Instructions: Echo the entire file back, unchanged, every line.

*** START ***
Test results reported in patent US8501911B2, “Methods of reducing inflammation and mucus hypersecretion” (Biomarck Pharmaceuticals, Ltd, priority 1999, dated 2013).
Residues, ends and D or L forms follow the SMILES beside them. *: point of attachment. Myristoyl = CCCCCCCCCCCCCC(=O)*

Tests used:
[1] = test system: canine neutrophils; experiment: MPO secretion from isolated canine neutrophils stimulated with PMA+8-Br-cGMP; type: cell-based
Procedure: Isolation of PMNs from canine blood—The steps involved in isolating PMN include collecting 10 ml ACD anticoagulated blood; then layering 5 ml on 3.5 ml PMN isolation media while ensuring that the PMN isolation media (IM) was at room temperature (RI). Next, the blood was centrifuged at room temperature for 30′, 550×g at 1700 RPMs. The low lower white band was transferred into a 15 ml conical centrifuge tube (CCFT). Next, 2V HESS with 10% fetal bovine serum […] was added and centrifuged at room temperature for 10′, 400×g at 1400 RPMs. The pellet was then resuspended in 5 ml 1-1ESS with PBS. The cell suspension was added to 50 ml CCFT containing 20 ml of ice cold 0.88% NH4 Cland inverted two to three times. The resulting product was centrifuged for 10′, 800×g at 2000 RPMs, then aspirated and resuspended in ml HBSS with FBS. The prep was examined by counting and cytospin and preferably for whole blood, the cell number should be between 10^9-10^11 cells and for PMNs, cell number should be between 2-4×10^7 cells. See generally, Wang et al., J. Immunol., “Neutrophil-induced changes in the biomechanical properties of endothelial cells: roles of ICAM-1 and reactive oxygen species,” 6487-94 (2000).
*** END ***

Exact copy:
Test results reported in patent US8501911B2, “Methods of reducing inflammation and mucus hypersecretion” (Biomarck Pharmaceuticals, Ltd, priority 1999, dated 2013).
Residues, ends and D or L forms follow the SMILES beside them. *: point of attachment. Myristoyl = CCCCCCCCCCCCCC(=O)*

Tests used:
[1] = test system: canine neutrophils; experiment: MPO secretion from isolated canine neutrophils stimulated with PMA+8-Br-cGMP; type: cell-based
Procedure: Isolation of PMNs from canine blood—The steps involved in isolating PMN include collecting 10 ml ACD anticoagulated blood; then layering 5 ml on 3.5 ml PMN isolation media while ensuring that the PMN isolation media (IM) was at room temperature (RI). Next, the blood was centrifuged at room temperature for 30′, 550×g at 1700 RPMs. The low lower white band was transferred into a 15 ml conical centrifuge tube (CCFT). Next, 2V HESS with 10% fetal bovine serum […] was added and centrifuged at room temperature for 10′, 400×g at 1400 RPMs. The pellet was then resuspended in 5 ml 1-1ESS with PBS. The cell suspension was added to 50 ml CCFT containing 20 ml of ice cold 0.88% NH4 Cland inverted two to three times. The resulting product was centrifuged for 10′, 800×g at 2000 RPMs, then aspirated and resuspended in ml HBSS with FBS. The prep was examined by counting and cytospin and preferably for whole blood, the cell number should be between 10^9-10^11 cells and for PMNs, cell number should be between 2-4×10^7 cells. See generally, Wang et al., J. Immunol., “Neutrophil-induced changes in the biomechanical properties of endothelial cells: roles of ICAM-1 and reactive oxygen species,” 6487-94 (2000).